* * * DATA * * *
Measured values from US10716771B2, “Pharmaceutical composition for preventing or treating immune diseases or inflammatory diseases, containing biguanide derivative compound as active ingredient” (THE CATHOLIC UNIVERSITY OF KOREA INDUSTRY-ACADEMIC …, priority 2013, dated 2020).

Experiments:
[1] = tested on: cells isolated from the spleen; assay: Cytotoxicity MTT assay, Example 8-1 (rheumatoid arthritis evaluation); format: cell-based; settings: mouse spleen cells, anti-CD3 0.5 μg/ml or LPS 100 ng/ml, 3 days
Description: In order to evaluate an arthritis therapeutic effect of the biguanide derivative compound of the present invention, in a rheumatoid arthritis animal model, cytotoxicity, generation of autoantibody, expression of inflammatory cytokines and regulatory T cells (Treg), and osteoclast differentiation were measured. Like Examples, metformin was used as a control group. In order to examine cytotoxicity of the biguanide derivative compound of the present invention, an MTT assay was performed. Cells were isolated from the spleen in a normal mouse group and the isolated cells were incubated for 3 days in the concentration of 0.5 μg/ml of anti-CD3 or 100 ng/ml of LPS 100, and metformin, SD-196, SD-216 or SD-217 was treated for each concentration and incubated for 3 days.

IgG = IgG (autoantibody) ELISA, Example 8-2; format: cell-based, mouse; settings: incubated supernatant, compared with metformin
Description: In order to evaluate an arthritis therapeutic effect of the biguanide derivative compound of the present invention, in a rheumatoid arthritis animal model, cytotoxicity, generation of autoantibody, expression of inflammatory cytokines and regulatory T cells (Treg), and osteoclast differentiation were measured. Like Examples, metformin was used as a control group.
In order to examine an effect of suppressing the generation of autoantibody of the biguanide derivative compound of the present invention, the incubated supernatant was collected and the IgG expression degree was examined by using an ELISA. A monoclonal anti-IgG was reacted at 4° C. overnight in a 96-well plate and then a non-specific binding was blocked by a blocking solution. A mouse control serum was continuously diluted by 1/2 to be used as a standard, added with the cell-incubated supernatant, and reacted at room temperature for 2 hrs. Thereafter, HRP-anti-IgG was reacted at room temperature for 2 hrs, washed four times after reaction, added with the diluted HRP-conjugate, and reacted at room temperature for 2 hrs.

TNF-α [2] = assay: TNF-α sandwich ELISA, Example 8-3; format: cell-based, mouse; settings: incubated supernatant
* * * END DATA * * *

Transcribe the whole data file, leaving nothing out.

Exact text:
Measured values from US10716771B2, “Pharmaceutical composition for preventing or treating immune diseases or inflammatory diseases, containing biguanide derivative compound as active ingredient” (THE CATHOLIC UNIVERSITY OF KOREA INDUSTRY-ACADEMIC …, priority 2013, dated 2020).

Experiments:
[1] = tested on: cells isolated from the spleen; assay: Cytotoxicity MTT assay, Example 8-1 (rheumatoid arthritis evaluation); format: cell-based; settings: mouse spleen cells, anti-CD3 0.5 μg/ml or LPS 100 ng/ml, 3 days
Description: In order to evaluate an arthritis therapeutic effect of the biguanide derivative compound of the present invention, in a rheumatoid arthritis animal model, cytotoxicity, generation of autoantibody, expression of inflammatory cytokines and regulatory T cells (Treg), and osteoclast differentiation were measured. Like Examples, metformin was used as a control group. In order to examine cytotoxicity of the biguanide derivative compound of the present invention, an MTT assay was performed. Cells were isolated from the spleen in a normal mouse group and the isolated cells were incubated for 3 days in the concentration of 0.5 μg/ml of anti-CD3 or 100 ng/ml of LPS 100, and metformin, SD-196, SD-216 or SD-217 was treated for each concentration and incubated for 3 days.

IgG = IgG (autoantibody) ELISA, Example 8-2; format: cell-based, mouse; settings: incubated supernatant, compared with metformin
Description: In order to evaluate an arthritis therapeutic effect of the biguanide derivative compound of the present invention, in a rheumatoid arthritis animal model, cytotoxicity, generation of autoantibody, expression of inflammatory cytokines and regulatory T cells (Treg), and osteoclast differentiation were measured. Like Examples, metformin was used as a control group.
In order to examine an effect of suppressing the generation of autoantibody of the biguanide derivative compound of the present invention, the incubated supernatant was collected and the IgG expression degree was examined by using an ELISA. A monoclonal anti-IgG was reacted at 4° C. overnight in a 96-well plate and then a non-specific binding was blocked by a blocking solution. A mouse control serum was continuously diluted by 1/2 to be used as a standard, added with the cell-incubated supernatant, and reacted at room temperature for 2 hrs. Thereafter, HRP-anti-IgG was reacted at room temperature for 2 hrs, washed four times after reaction, added with the diluted HRP-conjugate, and reacted at room temperature for 2 hrs.

TNF-α [2] = assay: TNF-α sandwich ELISA, Example 8-3; format: cell-based, mouse; settings: incubated supernatant